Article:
David Suchet: Agatha Christie's family warned me not to make Poirot a joke
Tuesday 04 June 2013
Poirot star David Suchet has revealed that Agatha Christie's family warned him not to play the Belgian detective as a joke when he was first approached about the role.
Suchet, 67, who signed up to play the much-loved character 25 years ago, has filmed his final scenes as the mustachioed sleuth and Curtain: Poirot's Last Case will be broadcast on ITV later this year.
The actor insisted he would be happy to see someone else take up the mantle of Hercule Poirot following his retirement from the role.
Suchet told the Radio Times that crime writer Christie's family ordered him not to portray Poirot as a figure of fun.
He said: "In the books, as opposed to some of the films that have been made, he is not a comic character.
"I was told by Agatha Christie's daughter and her husband over lunch, 'If you're going to make him a joke, then you are not going to play him; people can smile with him, but never laugh at him'.
"That was a very strict order I was given, and when I started reading the novels, I realised exactly what they were saying, because he's not just a figure of fun. He could never be with that brain."
Suchet said that "I now own him (Poirot) in a way" and that the detective was "now my character".
But he said that he would not mind if ITV or another broadcaster brought Poirot back, adding: "I think there would have to be a generational gap, but yes. I've been in so many classical plays that have been made famous by other actors. In time, no one is totally indispensable. There will be another take; maybe there will be a young Poirot?"
He said of getting into character: "As soon as the moustache goes on, I speak as him ... the voice of Poirot is kicked in by the moustache, and once the voice is there, every single thing about him slots into place."
Suchet said of the danger of being typecast: "Poirot could have been the end of my career. It's so easy for that to happen, but it didn't."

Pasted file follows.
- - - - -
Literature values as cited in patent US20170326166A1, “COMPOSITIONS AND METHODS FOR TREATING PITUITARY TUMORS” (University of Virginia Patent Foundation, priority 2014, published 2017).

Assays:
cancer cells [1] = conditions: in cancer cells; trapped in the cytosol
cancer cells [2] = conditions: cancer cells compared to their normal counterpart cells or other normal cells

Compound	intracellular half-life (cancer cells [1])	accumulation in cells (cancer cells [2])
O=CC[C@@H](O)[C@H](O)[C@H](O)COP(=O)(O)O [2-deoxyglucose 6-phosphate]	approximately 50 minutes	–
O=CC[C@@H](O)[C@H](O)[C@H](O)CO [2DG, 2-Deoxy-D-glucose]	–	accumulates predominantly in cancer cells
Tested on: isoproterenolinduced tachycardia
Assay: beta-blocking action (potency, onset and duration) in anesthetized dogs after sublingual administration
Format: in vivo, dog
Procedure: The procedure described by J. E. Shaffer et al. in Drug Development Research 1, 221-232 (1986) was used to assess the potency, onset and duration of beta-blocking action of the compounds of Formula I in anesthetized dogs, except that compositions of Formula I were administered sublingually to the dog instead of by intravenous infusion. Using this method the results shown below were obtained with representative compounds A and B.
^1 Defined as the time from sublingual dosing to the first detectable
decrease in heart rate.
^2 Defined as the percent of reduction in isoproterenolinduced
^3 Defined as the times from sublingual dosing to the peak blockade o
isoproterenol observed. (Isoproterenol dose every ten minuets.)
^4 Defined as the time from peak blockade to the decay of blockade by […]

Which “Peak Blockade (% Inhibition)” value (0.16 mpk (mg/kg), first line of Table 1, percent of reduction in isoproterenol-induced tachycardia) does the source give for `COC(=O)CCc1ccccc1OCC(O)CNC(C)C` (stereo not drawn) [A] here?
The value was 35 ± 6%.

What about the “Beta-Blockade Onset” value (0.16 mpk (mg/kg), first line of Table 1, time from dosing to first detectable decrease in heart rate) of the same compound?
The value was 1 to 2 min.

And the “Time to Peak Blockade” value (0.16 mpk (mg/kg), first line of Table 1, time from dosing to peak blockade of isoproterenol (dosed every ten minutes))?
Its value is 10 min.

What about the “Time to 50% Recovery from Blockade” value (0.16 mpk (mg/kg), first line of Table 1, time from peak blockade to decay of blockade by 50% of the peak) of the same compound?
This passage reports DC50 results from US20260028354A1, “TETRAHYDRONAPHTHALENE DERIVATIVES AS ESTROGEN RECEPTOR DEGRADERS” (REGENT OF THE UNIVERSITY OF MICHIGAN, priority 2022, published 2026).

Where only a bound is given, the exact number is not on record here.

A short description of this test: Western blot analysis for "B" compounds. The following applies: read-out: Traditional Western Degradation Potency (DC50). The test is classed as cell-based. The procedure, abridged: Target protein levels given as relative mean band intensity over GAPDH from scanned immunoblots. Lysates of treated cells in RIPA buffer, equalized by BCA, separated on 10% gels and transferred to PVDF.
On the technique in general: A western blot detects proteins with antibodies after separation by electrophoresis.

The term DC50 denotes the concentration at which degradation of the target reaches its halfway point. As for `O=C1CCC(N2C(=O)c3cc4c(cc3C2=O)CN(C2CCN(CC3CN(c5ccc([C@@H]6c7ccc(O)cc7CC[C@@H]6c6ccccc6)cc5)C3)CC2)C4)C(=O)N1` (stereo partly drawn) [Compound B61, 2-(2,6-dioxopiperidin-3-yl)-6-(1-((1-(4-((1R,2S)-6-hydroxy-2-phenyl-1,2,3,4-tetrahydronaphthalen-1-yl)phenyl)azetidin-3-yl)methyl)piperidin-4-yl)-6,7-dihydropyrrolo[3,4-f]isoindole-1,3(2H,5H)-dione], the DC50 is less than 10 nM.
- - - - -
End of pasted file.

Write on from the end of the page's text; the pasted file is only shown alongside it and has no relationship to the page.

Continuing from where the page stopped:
Film The critics but sneer but these unfashionable festive films are our favourites
TV We're so close to knowing what happened to Oliver Hughes, but a last-minute bluff crushes expectations
Arts & Ents blogs
- 1 Planes go hybrid-electric in important step to greener flight
- 2 North Korean prison officers 'cooked prisoner's baby and fed it to their dogs', more horrific accounts from UN report reveal
- 3 Antonio Martin shooting: Mayor says there should be 'no comparison' to Ferguson
- 4 Antonio Martin shooting: Police and protesters clash over teenager's death just five miles from Ferguson, Missouri
- 5 British actor Idris Elba cannot star as James Bond because he is black, says shock jock Rush Limbaugh
Secret Cinema showed The Great Dictator at protest secret screening, following Sony's The Interview cancellation
Best underrated Christmas movies: From Trading Places to While You Were Sleeping
Cruel Woman in Black prank sees cinema-goers terrified by movie poster - watch their reactions
Game of Thrones season five: First preview clip shows a beardy Tyrion, a moody Cersei and a distressed Arya
Angelina Jolie 'didn't eat much' in sympathy with actors who had to lose weight for Unbroken
Nigel Farage defends Kerry Smith 'ch***y' comment: 'If you are going for a Chinese, what do you say you’re going for?'
Rozanne Duncan: Ukip expels councillor for 'jaw-dropping' comments made in BBC TV interview
Germany anti-Islam protests: 17,000 march on Dresden against 'Islamification of the West'
British actor Idris Elba cannot star as James Bond because he is black, says shock jock Rush Limbaugh
Panic Saturday: 13 million Britons spend £1.2bn – while 13 million others across the country live in poverty unable to afford food
BBC director Danny Cohen: Rising UK antisemitism makes me feel more uncomfortable than ever